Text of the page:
Top 10 reasons to avoid toxic high-fructose corn syrup

Top 10 reasons to avoid toxic high-fructose corn syrup

High-fructose corn syrup is a sugar that begins as a corn starch and through processing becomes a very sweet syrup. Processing the corn converts glucose into fructose, creating a very concentrated sugar. While table sugar and HFCS have molecular similarities, the way the human body processes HFCS can lead to many health problems. High-fructose corn syrup is destroying both the bodies of humans and the honey bees.

Connected to worldwide collapse of bee colonies

Yes, high-fructose corn syrup can cause people to be overweight, sick and undernourished, but perhaps one of the most devastating effects of high-fructose corn syrup is its connection to honeybee colony collapse disorder. Researchers say that, when bees are fed high-fructose corn syrup instead of honey, they are not exposed to compounds that help the bees fight off toxins like the ones found in pesticides. A bee’s natural food staple is its own honey, but beekeepers have been taking their honey away and feeding them with high-fructose corn syrup as a replacement. This practice has been going on since the 70s, and new pesticides that have been developed over time have compromised the immunity response of the bees.

Taking away the honey from the bees is weakening their immune system and making bees more vulnerable to toxins that are meant to kill other bugs. The bees need to keep their honey and build up their immune systems again. The practice of replacing the bees’ honey with highly processed HFCS may potentially decimate their populations, and as they are one of the most important pollinators in the world, this will undoubtedly result in catastrophe. In Oslo, the capital city of Norway, a bee highway is being built to allow for safe passage through the city to help support their bee population.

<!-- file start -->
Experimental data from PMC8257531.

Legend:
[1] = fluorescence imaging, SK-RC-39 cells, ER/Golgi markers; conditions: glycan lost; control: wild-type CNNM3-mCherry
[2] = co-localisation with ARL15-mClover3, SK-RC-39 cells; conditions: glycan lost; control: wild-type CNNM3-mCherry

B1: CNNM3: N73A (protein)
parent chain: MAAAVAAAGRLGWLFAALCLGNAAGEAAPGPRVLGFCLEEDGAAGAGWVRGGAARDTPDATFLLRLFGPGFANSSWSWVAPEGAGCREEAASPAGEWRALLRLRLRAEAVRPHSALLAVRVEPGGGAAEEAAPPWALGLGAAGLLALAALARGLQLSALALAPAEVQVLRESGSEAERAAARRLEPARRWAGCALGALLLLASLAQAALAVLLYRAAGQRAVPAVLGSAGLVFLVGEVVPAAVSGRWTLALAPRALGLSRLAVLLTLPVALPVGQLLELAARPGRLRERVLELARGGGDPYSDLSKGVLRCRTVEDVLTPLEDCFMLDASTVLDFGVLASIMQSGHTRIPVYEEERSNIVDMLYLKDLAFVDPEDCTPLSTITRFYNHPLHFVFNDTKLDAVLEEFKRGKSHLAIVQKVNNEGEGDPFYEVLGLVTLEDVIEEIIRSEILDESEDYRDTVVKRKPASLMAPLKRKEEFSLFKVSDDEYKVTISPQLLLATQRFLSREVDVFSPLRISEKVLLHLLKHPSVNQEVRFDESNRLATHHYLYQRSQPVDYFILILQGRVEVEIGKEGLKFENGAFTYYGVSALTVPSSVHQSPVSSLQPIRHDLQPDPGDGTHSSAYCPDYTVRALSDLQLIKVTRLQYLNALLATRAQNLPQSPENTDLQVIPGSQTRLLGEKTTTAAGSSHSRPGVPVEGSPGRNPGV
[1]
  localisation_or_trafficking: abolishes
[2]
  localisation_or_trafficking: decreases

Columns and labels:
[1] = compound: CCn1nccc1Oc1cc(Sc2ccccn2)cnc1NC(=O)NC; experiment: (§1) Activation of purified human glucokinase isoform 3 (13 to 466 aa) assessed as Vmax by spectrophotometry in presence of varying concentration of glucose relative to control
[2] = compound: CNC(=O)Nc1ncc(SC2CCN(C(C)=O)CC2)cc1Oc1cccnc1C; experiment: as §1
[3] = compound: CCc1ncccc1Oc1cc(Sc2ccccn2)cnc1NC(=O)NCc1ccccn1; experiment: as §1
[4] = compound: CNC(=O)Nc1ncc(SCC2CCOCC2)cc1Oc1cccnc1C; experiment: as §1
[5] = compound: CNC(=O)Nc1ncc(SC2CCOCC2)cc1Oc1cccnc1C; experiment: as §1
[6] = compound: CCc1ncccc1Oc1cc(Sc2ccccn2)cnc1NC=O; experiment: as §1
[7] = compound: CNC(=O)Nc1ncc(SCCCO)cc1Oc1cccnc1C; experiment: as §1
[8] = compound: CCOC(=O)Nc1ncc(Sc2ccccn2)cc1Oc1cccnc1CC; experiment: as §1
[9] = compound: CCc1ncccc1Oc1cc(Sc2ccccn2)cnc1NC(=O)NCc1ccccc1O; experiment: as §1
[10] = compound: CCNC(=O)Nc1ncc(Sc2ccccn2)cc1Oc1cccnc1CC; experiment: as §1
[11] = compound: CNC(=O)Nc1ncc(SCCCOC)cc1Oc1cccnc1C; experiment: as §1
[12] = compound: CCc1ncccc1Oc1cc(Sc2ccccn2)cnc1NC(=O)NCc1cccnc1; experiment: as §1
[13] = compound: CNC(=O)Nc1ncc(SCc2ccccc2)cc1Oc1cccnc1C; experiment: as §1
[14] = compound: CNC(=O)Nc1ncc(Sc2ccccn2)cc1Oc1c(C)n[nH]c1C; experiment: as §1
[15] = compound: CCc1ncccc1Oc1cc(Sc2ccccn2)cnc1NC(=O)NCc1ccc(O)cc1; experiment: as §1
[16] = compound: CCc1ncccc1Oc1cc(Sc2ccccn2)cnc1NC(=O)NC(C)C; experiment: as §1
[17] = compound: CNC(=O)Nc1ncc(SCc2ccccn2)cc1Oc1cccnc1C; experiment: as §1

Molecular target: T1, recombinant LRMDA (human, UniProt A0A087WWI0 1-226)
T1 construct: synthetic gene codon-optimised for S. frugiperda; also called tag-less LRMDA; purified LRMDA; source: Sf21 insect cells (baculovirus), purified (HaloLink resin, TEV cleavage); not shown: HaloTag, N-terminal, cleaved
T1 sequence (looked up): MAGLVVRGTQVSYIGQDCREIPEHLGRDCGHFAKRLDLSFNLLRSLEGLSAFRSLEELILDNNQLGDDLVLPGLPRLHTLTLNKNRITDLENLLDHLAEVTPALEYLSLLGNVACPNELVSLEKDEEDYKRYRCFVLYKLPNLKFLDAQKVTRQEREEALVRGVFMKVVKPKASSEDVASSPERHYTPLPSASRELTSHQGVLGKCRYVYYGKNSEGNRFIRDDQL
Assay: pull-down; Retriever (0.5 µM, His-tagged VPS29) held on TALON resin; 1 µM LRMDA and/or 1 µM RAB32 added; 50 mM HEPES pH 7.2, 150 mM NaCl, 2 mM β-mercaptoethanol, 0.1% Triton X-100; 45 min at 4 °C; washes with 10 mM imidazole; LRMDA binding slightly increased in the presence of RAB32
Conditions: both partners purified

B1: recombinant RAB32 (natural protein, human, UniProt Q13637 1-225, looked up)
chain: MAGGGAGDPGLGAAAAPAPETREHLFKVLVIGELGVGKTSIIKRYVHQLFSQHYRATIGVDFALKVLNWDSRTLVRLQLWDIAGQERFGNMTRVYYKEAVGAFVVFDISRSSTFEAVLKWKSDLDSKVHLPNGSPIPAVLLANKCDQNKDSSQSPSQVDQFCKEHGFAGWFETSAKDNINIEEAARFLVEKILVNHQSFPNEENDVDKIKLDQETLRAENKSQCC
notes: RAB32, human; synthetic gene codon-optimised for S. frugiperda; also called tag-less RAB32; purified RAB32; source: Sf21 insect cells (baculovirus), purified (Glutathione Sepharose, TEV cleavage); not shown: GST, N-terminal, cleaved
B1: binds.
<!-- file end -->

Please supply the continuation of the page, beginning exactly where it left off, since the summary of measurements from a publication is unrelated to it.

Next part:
Neural alterations in HFCS-consuming rats are similar to exposure to addictive drugs

The international peer-reviewed journal Nutrients found that rats who self-administered pellets with high-fructose corn syrup had neural and psychological changes associated with addictive and metabolic diseases. Specifically, the study found that “it took less exposure to sugars with a higher ratio of fructose to glucose to engender both neural and physiological changes associated with addictive and metabolic diseases.”

Raises risk of cardiovascular disease even in healthy young people

A human study published in The Journal of Clinical Endocrinology & Metabolism used young men and women between the ages of 18 and 40; over two weeks, the participants consumed either glucose, fructose or high-fructose corn syrup-sweetened drinks. The results showed that consumption of high-fructose corn syrup drinks for two weeks raised risk factors for cardiovascular disease much more than glucose.

Destroys your liver

The development of nonalcoholic fatty liver disease (NAFLD) may be strongly linked with consumption of high-fructose corn syrup and obesity. One study found that high-fructose corn syrup induced hepatic steatosis (fatty liver) and mitochondrial disruption. Additionally, when the liver breaks down high-fructose corn syrup, the body’s triglycerides elevate, along with blood pressure and harmful LDL cholesterol.

Speeds up the aging process

High-fructose corn syrup is absorbed by the liver quickly and is converted into a fat. This increases the production of aging free radicals which can damage DNA and the cells.

Gout and arthritis – increases uric acid